Iraqi security and paramilitary forces are a key tool in Iraq’s efforts to use force to put pressure on its Gulf neighbors and the West. Iraq has long manipulated extremist groups and movements to serve its ambitions and ideological goals. Like other radical Middle Eastern states, Iraq has found such exploitation to be a cheap and an effective substitute for overt political and military action. Such activities allow Iraq to partially decouple its actions from public responsibility, and to suddenly shift support from one group to another and disavow a given group at will.
Reporting by the US State Department indicates that Iraq continues to provide haven and training facilities for several terrorist clients. Abu Abbas’ Palestine Liberation Front (PLF) maintains its headquarters in Baghdad. The Abu Nidal organization (ANO) also has an office in Baghdad. The Arab Liberation Front (ALF), headquartered in Baghdad, continues to receive funding from Saddam’s regime. Iraq provides a home for the former head of the now-defunct 15 May organization, Abu Ibrahim, who masterminded several bombings of US aircraft. It allows the Mojahedin-e Khalq (MEK)—a terrorist group of Iranian exiles opposed to the current Iranian regime—to maintain a base in Iraq and to carry out several violent attacks in Iran from these bases.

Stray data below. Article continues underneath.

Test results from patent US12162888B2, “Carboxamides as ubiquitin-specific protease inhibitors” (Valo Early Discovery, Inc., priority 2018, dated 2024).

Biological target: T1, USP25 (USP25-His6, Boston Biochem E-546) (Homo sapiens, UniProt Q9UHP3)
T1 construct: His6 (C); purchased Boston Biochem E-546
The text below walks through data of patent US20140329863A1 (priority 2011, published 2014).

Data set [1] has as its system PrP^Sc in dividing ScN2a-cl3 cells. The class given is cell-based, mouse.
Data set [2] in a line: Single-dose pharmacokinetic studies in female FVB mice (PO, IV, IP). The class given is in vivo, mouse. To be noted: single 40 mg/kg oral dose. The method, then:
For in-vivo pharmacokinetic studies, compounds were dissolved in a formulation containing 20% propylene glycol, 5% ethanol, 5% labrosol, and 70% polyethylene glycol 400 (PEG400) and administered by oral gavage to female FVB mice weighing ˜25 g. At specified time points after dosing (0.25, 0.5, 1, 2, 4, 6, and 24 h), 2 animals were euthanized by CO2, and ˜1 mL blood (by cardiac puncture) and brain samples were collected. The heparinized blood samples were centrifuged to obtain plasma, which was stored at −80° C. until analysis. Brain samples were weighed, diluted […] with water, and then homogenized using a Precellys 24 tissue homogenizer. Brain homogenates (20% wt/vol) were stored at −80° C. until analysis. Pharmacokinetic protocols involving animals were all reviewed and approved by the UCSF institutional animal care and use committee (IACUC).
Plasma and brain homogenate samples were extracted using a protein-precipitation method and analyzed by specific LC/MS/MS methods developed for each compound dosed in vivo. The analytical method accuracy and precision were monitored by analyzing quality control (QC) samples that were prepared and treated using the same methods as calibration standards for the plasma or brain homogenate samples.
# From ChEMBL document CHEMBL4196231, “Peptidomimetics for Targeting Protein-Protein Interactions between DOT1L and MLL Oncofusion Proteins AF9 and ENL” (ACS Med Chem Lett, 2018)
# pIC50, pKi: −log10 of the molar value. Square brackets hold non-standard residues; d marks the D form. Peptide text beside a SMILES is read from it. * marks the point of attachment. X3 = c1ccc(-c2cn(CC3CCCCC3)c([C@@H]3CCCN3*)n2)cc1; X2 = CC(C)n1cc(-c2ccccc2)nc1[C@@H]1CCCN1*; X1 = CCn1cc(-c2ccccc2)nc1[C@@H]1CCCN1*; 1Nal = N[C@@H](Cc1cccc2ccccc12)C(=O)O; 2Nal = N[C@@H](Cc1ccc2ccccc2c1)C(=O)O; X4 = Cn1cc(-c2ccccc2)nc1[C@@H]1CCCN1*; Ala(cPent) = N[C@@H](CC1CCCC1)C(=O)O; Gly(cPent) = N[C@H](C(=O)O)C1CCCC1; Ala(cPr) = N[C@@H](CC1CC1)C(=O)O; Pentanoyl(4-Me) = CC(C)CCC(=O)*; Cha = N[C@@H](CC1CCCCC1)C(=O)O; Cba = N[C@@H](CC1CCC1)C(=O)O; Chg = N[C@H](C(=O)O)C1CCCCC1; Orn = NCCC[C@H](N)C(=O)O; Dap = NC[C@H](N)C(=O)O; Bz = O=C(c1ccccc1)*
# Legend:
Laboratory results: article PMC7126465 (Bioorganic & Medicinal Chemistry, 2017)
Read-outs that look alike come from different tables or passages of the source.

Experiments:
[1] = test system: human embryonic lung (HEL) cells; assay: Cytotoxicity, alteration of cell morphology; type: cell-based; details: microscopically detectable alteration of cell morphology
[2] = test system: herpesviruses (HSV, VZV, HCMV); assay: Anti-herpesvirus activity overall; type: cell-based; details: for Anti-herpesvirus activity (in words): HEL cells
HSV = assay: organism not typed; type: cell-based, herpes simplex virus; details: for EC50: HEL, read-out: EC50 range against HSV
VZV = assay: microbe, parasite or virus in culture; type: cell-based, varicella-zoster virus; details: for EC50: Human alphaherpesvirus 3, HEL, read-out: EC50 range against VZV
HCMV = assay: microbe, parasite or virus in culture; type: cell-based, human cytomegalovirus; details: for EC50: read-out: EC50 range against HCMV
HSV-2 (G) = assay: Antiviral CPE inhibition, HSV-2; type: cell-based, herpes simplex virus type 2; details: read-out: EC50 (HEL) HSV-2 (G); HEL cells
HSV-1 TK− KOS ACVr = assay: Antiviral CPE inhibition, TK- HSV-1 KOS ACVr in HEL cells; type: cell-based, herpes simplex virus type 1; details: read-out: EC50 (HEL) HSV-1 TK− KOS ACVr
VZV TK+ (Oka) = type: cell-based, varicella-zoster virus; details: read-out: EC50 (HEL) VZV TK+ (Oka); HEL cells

Since the beginning of the Iran-Iraq War, Iraqi intelligence has concentrated largely on intelligence operations and on the suppression of dissidents inside and outside of Iraq. It does, however, maintain a large special operations component which operates directly out of Iraqi embassies, and through independent overseas ‘‘fronts’’ like airline and purchasing offices. While Iraqi intelligence is deeply concerned with suppressing opposition to the Ba’ath regime, Iraqi intelligence has also been deeply involved in buying arms, in obtaining the technology for weapons of mass destruction, in providing covert support for